Clause 147 - Extradition offences

Part of Extradition Bill – in a Public Bill Committee at 9:25 am on 16th January 2003.

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Photo of Bob Ainsworth Bob Ainsworth The Parliamentary Under-Secretary of State for the Home Department 9:25 am, 16th January 2003

I sought to engage with the hon. Member for Torridge and West Devon in debating the principle of whether, having set a 12-month threshold, we should seek extradition requests for offences falling below that threshold. We could produce a list of offences with terms falling between one and three years, but let us first debate the principle. Our principle is that for trivial offences it is not administratively sensible to seek to return someone from a jurisdiction abroad, but if the offences are serious enough, we should go through that process in the interests of justice. That means framing our laws at a threshold that will allow it.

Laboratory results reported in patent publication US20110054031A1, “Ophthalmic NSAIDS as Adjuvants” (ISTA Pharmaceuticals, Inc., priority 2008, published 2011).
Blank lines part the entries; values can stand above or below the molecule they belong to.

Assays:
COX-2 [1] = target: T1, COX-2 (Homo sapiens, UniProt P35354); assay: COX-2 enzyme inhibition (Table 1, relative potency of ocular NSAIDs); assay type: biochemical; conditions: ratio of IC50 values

The hon. Member for Surrey Heath has been clear about his threshold, particularly for part 1—terrorism alone. He faces many definitional problems, as we sought to explain. It is extraordinary that outside the context of this debate the Conservatives want much tighter arrangements—we are supposedly letting down the British public at a time of serious threats to the nation—but in the context of our extradition arrangements they want to impose a completely unworkable threshold. They want part 1 provisions to apply only to terrorist offences and not to other serious offences, but we highlighted the need to establish the motives behind a crime in order to do so. The principle of our threshold is clear. For offences of a trivial nature, it is not worth going through the administrative rigmarole of returning a person from abroad. If the crime is serious enough, we should do so. I would like to hear a detailed explanation of what other principle we should be applying.